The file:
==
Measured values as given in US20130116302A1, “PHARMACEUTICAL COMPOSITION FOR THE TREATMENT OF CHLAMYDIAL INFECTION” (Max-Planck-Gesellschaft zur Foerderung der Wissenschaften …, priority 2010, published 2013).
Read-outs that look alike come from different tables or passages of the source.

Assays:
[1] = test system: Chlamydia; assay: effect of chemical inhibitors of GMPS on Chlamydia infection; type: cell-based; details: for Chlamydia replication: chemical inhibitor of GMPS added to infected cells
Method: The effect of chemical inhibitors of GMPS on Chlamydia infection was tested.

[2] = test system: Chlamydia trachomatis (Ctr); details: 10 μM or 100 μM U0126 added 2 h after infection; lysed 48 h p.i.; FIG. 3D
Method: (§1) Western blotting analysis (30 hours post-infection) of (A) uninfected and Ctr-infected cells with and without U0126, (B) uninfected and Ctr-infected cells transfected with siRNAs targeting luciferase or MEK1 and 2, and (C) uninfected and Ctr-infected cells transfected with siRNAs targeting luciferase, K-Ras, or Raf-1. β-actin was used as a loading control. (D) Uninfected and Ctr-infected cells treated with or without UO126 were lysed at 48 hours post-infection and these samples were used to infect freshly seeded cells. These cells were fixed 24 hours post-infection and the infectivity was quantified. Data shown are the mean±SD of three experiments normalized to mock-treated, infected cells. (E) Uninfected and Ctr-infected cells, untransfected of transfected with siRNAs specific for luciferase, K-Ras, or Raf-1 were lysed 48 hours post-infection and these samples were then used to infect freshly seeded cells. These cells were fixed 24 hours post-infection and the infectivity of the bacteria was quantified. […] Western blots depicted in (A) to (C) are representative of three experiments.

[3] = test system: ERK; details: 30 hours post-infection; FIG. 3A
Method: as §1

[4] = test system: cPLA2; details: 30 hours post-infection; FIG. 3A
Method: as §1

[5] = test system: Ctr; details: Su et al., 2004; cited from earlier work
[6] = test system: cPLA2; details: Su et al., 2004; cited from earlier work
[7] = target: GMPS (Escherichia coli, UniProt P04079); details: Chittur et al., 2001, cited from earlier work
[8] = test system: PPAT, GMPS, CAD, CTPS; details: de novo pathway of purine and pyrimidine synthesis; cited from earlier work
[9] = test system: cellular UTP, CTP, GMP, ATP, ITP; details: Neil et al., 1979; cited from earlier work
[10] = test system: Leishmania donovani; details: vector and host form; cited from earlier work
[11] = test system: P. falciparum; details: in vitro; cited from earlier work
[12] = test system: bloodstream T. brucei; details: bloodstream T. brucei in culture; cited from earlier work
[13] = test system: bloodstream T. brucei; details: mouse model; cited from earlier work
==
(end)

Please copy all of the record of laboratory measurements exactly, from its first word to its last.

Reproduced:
Measured values as given in US20130116302A1, “PHARMACEUTICAL COMPOSITION FOR THE TREATMENT OF CHLAMYDIAL INFECTION” (Max-Planck-Gesellschaft zur Foerderung der Wissenschaften …, priority 2010, published 2013).
Read-outs that look alike come from different tables or passages of the source.

Assays:
[1] = test system: Chlamydia; assay: effect of chemical inhibitors of GMPS on Chlamydia infection; type: cell-based; details: for Chlamydia replication: chemical inhibitor of GMPS added to infected cells
Method: The effect of chemical inhibitors of GMPS on Chlamydia infection was tested.

[2] = test system: Chlamydia trachomatis (Ctr); details: 10 μM or 100 μM U0126 added 2 h after infection; lysed 48 h p.i.; FIG. 3D
Method: (§1) Western blotting analysis (30 hours post-infection) of (A) uninfected and Ctr-infected cells with and without U0126, (B) uninfected and Ctr-infected cells transfected with siRNAs targeting luciferase or MEK1 and 2, and (C) uninfected and Ctr-infected cells transfected with siRNAs targeting luciferase, K-Ras, or Raf-1. β-actin was used as a loading control. (D) Uninfected and Ctr-infected cells treated with or without UO126 were lysed at 48 hours post-infection and these samples were used to infect freshly seeded cells. These cells were fixed 24 hours post-infection and the infectivity was quantified. Data shown are the mean±SD of three experiments normalized to mock-treated, infected cells. (E) Uninfected and Ctr-infected cells, untransfected of transfected with siRNAs specific for luciferase, K-Ras, or Raf-1 were lysed 48 hours post-infection and these samples were then used to infect freshly seeded cells. These cells were fixed 24 hours post-infection and the infectivity of the bacteria was quantified. […] Western blots depicted in (A) to (C) are representative of three experiments.

[3] = test system: ERK; details: 30 hours post-infection; FIG. 3A
Method: as §1

[4] = test system: cPLA2; details: 30 hours post-infection; FIG. 3A
Method: as §1

[5] = test system: Ctr; details: Su et al., 2004; cited from earlier work
[6] = test system: cPLA2; details: Su et al., 2004; cited from earlier work
[7] = target: GMPS (Escherichia coli, UniProt P04079); details: Chittur et al., 2001, cited from earlier work
[8] = test system: PPAT, GMPS, CAD, CTPS; details: de novo pathway of purine and pyrimidine synthesis; cited from earlier work
[9] = test system: cellular UTP, CTP, GMP, ATP, ITP; details: Neil et al., 1979; cited from earlier work
[10] = test system: Leishmania donovani; details: vector and host form; cited from earlier work
[11] = test system: P. falciparum; details: in vitro; cited from earlier work
[12] = test system: bloodstream T. brucei; details: bloodstream T. brucei in culture; cited from earlier work
[13] = test system: bloodstream T. brucei; details: mouse model; cited from earlier work